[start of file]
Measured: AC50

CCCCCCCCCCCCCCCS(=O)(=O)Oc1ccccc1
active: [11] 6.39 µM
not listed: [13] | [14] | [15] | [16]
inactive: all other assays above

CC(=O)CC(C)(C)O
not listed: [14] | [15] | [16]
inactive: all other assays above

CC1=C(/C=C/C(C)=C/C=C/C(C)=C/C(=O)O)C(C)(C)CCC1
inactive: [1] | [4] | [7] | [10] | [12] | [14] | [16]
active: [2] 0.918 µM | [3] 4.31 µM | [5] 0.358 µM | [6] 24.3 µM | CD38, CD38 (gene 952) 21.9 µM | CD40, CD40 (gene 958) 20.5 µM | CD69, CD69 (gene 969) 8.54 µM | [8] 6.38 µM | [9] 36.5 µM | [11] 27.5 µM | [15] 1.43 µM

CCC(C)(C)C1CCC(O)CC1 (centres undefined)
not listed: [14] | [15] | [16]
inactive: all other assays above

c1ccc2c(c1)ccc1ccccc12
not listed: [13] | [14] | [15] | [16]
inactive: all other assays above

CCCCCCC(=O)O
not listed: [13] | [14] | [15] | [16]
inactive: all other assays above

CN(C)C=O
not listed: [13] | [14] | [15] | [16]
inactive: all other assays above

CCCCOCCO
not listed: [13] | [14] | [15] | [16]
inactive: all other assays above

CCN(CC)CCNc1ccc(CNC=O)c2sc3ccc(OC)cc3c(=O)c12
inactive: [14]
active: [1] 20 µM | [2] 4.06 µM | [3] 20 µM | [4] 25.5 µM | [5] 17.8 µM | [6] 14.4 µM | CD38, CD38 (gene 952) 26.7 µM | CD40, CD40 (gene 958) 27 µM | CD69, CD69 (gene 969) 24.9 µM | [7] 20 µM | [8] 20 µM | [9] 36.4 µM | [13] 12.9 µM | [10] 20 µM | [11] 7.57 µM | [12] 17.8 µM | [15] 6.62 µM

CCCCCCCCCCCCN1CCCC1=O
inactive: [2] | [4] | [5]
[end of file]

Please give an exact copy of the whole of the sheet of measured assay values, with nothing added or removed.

Measured: AC50

CCCCCCCCCCCCCCCS(=O)(=O)Oc1ccccc1
active: [11] 6.39 µM
not listed: [13] | [14] | [15] | [16]
inactive: all other assays above

CC(=O)CC(C)(C)O
not listed: [14] | [15] | [16]
inactive: all other assays above

CC1=C(/C=C/C(C)=C/C=C/C(C)=C/C(=O)O)C(C)(C)CCC1
inactive: [1] | [4] | [7] | [10] | [12] | [14] | [16]
active: [2] 0.918 µM | [3] 4.31 µM | [5] 0.358 µM | [6] 24.3 µM | CD38, CD38 (gene 952) 21.9 µM | CD40, CD40 (gene 958) 20.5 µM | CD69, CD69 (gene 969) 8.54 µM | [8] 6.38 µM | [9] 36.5 µM | [11] 27.5 µM | [15] 1.43 µM

CCC(C)(C)C1CCC(O)CC1 (centres undefined)
not listed: [14] | [15] | [16]
inactive: all other assays above

c1ccc2c(c1)ccc1ccccc12
not listed: [13] | [14] | [15] | [16]
inactive: all other assays above

CCCCCCC(=O)O
not listed: [13] | [14] | [15] | [16]
inactive: all other assays above

CN(C)C=O
not listed: [13] | [14] | [15] | [16]
inactive: all other assays above

CCCCOCCO
not listed: [13] | [14] | [15] | [16]
inactive: all other assays above

CCN(CC)CCNc1ccc(CNC=O)c2sc3ccc(OC)cc3c(=O)c12
inactive: [14]
active: [1] 20 µM | [2] 4.06 µM | [3] 20 µM | [4] 25.5 µM | [5] 17.8 µM | [6] 14.4 µM | CD38, CD38 (gene 952) 26.7 µM | CD40, CD40 (gene 958) 27 µM | CD69, CD69 (gene 969) 24.9 µM | [7] 20 µM | [8] 20 µM | [9] 36.4 µM | [13] 12.9 µM | [10] 20 µM | [11] 7.57 µM | [12] 17.8 µM | [15] 6.62 µM

CCCCCCCCCCCCN1CCCC1=O
inactive: [2] | [4] | [5]